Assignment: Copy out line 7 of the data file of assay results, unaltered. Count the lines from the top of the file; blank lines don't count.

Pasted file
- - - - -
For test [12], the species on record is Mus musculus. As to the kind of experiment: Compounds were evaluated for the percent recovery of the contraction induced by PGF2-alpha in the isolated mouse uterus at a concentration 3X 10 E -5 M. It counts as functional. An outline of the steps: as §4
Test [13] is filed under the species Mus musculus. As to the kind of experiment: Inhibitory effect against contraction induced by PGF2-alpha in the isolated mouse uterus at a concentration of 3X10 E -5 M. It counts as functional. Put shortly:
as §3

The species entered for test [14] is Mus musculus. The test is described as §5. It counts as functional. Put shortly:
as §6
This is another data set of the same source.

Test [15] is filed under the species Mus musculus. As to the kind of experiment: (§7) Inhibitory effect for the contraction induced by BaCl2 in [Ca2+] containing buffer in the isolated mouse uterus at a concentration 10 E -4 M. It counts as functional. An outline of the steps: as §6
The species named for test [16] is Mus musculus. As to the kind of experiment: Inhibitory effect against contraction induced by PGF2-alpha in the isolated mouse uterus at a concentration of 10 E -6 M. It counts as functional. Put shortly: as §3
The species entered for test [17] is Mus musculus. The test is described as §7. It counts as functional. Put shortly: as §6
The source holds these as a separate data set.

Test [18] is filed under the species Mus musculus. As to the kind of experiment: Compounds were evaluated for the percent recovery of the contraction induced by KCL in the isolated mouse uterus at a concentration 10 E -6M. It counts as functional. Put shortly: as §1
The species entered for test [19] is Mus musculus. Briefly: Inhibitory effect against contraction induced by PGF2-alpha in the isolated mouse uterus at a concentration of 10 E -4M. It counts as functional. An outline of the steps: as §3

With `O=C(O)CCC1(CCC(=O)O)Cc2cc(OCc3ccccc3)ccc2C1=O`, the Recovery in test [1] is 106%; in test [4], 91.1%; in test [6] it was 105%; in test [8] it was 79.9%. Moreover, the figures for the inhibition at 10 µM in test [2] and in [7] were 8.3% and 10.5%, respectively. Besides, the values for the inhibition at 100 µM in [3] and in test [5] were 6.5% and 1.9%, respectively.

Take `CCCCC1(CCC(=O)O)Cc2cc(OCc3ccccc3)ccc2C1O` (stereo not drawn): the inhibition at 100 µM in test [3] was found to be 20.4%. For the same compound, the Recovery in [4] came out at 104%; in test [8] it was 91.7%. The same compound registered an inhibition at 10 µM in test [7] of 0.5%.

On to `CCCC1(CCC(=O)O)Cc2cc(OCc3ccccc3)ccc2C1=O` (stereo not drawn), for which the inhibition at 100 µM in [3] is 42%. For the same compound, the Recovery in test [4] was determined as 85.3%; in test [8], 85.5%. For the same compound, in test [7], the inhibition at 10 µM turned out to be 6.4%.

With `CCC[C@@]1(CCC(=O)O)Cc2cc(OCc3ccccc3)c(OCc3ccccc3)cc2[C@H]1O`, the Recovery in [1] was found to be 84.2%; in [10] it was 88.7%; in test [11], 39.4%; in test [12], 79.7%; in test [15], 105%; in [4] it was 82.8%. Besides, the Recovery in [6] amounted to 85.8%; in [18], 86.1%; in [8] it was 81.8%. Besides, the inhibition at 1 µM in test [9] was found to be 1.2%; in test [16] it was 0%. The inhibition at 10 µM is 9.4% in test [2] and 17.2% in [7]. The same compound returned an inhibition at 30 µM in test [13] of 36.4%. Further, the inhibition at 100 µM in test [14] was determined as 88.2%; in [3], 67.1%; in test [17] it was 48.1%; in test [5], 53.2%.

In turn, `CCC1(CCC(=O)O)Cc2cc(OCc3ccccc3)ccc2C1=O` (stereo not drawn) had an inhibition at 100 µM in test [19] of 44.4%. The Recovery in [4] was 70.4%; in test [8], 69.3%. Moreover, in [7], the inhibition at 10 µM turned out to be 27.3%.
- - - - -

Test [15] is filed under the species Mus musculus. As to the kind of experiment: (§7) Inhibitory effect for the contraction induced by BaCl2 in [Ca2+] containing buffer in the isolated mouse uterus at a concentration 10 E -4 M. It counts as functional. An outline of the steps: as §6